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ECG Findings

  • Wide, regular tachycardia (usually > 120 bpm).

  • Evidence of AV dissociation may be found: P waves may appear periodically in the T wave or baseline.

  • “Capture” beats may occur if atrial depolarization occurs prior to the intrinsic firing of the ventricle.

  • “Fusion” beats may occur if atrial depolarization passes through the AV node at the same time as the intrinsic ventricle depolarization, producing a QRS that appears to be different or narrower than the other QRS complexes.


  1. It can be difficult to distinguish VT from SVT with aberrancy. When in doubt, treat as VT.

  2. Patient factors that make VT more likely include history of coronary artery disease, congestive heart failure, and advanced age.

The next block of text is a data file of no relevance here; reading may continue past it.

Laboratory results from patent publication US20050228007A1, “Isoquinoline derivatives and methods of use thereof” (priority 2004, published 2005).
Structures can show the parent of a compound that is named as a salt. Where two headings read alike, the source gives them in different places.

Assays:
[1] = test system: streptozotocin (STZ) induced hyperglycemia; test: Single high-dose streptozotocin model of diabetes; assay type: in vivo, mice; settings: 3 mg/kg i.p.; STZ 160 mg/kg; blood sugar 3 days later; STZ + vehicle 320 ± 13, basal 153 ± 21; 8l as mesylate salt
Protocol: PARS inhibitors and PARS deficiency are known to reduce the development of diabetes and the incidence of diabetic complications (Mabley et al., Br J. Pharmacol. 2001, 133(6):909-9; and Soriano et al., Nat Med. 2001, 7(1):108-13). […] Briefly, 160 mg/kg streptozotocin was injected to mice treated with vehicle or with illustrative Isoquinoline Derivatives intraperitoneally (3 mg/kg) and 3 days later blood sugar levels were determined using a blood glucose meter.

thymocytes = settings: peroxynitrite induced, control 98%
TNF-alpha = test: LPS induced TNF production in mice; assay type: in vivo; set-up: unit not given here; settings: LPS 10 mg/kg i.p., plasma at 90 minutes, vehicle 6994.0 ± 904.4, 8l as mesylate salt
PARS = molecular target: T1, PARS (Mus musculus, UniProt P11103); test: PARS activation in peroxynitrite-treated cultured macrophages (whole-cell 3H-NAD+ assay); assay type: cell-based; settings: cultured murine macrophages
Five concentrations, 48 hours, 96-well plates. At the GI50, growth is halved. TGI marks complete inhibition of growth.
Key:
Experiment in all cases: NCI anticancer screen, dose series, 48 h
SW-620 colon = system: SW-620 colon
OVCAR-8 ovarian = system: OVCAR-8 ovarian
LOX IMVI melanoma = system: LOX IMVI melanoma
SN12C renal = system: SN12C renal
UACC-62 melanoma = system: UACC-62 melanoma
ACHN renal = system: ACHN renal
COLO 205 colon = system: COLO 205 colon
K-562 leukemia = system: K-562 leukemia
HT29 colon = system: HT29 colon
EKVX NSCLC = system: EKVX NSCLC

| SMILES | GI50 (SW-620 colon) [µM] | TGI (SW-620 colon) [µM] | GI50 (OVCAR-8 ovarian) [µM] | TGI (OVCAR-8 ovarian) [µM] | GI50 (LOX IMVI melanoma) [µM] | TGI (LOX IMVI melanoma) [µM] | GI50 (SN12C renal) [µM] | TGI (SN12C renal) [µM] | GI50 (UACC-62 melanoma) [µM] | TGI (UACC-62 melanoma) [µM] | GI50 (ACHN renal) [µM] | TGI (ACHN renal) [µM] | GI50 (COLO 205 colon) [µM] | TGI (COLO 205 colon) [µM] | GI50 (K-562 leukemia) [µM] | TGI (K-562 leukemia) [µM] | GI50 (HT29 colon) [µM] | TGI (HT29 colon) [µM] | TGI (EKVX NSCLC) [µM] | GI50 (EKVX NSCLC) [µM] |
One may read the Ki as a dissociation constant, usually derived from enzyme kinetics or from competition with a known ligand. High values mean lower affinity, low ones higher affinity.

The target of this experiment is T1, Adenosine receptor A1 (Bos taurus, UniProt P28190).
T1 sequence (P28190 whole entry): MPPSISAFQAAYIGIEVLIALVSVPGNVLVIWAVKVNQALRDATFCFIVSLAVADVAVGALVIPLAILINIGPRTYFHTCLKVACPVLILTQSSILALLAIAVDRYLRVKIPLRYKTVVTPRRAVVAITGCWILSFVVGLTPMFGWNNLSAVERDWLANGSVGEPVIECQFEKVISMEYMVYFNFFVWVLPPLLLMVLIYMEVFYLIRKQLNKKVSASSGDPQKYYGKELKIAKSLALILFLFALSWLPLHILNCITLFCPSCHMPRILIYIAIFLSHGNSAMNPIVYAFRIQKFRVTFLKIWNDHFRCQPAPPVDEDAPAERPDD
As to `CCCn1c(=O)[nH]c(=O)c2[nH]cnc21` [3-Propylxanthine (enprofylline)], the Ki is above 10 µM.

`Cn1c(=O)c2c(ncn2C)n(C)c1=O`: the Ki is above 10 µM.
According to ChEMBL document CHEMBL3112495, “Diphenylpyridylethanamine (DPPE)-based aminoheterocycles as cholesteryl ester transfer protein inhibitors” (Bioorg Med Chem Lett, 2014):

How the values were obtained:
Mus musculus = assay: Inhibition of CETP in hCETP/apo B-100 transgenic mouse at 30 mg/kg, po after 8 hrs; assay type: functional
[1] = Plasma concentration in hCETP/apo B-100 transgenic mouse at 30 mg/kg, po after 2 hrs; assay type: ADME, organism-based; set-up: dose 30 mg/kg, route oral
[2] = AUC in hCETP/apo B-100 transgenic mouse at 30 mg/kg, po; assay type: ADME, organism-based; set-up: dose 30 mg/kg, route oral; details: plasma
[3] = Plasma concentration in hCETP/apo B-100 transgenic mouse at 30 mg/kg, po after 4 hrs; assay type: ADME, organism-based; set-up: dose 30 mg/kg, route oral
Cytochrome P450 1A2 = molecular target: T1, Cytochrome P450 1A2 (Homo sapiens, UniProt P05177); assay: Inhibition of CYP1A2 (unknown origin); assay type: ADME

3. ECG features that increase likelihood of VT include absence of typical RBBB or LBBB morphology, extreme axis deviation, AV dissociation, presence of capture beats, presence of fusion beats, Brugada sign (distance of onset of the QRS complex to the nadir of the S wave is > 100 ms), positive or negative concordance in the chest leads, Josephson’s sign (notching near the nadir of the S wave), or R-wave peak time > 50 ms in lead II.


Ventricular Tachycardia with Capture Beat. (ECG contributor: James V. Ritchie, MD.)


A wide-complex tachycardia. AV dissociation is apparent, as P waves occasionally appear superimposed in the ST segment or just prior to the QRS (arrows). A capture beat occurs following a lapse in the VT (arrowhead).


Another example of ventricular tachycardia, featuring a fusion beat (arrowhead). (ECG contributor: Marc Mickiewicz, MD.)

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